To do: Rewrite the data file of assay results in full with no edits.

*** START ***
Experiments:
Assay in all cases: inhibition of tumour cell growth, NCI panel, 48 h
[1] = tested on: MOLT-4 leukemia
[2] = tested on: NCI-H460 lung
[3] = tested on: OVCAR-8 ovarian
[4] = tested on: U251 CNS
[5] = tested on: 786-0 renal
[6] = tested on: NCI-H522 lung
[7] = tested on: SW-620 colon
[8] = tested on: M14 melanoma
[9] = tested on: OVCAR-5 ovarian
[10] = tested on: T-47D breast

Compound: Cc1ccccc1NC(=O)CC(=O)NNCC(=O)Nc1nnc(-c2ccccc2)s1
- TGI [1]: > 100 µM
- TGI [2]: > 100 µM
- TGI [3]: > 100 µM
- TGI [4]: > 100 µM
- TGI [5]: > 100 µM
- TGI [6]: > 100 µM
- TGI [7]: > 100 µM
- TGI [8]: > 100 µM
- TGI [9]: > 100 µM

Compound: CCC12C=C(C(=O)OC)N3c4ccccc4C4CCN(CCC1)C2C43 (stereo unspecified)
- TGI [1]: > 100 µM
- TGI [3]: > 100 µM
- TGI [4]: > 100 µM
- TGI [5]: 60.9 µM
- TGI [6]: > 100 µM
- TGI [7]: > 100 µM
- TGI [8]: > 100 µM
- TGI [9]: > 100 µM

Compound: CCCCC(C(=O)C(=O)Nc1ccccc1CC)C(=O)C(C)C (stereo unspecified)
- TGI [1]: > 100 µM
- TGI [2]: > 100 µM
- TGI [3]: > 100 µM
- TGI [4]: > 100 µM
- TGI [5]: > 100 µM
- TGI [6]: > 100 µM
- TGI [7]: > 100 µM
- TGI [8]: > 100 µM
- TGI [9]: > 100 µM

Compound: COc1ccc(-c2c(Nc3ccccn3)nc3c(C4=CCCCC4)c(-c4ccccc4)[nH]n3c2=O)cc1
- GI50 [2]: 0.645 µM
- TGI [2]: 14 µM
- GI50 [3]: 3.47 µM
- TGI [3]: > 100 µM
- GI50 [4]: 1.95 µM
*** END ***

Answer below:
Experiments:
Assay in all cases: inhibition of tumour cell growth, NCI panel, 48 h
[1] = tested on: MOLT-4 leukemia
[2] = tested on: NCI-H460 lung
[3] = tested on: OVCAR-8 ovarian
[4] = tested on: U251 CNS
[5] = tested on: 786-0 renal
[6] = tested on: NCI-H522 lung
[7] = tested on: SW-620 colon
[8] = tested on: M14 melanoma
[9] = tested on: OVCAR-5 ovarian
[10] = tested on: T-47D breast

Compound: Cc1ccccc1NC(=O)CC(=O)NNCC(=O)Nc1nnc(-c2ccccc2)s1
- TGI [1]: > 100 µM
- TGI [2]: > 100 µM
- TGI [3]: > 100 µM
- TGI [4]: > 100 µM
- TGI [5]: > 100 µM
- TGI [6]: > 100 µM
- TGI [7]: > 100 µM
- TGI [8]: > 100 µM
- TGI [9]: > 100 µM

Compound: CCC12C=C(C(=O)OC)N3c4ccccc4C4CCN(CCC1)C2C43 (stereo unspecified)
- TGI [1]: > 100 µM
- TGI [3]: > 100 µM
- TGI [4]: > 100 µM
- TGI [5]: 60.9 µM
- TGI [6]: > 100 µM
- TGI [7]: > 100 µM
- TGI [8]: > 100 µM
- TGI [9]: > 100 µM

Compound: CCCCC(C(=O)C(=O)Nc1ccccc1CC)C(=O)C(C)C (stereo unspecified)
- TGI [1]: > 100 µM
- TGI [2]: > 100 µM
- TGI [3]: > 100 µM
- TGI [4]: > 100 µM
- TGI [5]: > 100 µM
- TGI [6]: > 100 µM
- TGI [7]: > 100 µM
- TGI [8]: > 100 µM
- TGI [9]: > 100 µM

Compound: COc1ccc(-c2c(Nc3ccccn3)nc3c(C4=CCCCC4)c(-c4ccccc4)[nH]n3c2=O)cc1
- GI50 [2]: 0.645 µM
- TGI [2]: 14 µM
- GI50 [3]: 3.47 µM
- TGI [3]: > 100 µM
- GI50 [4]: 1.95 µM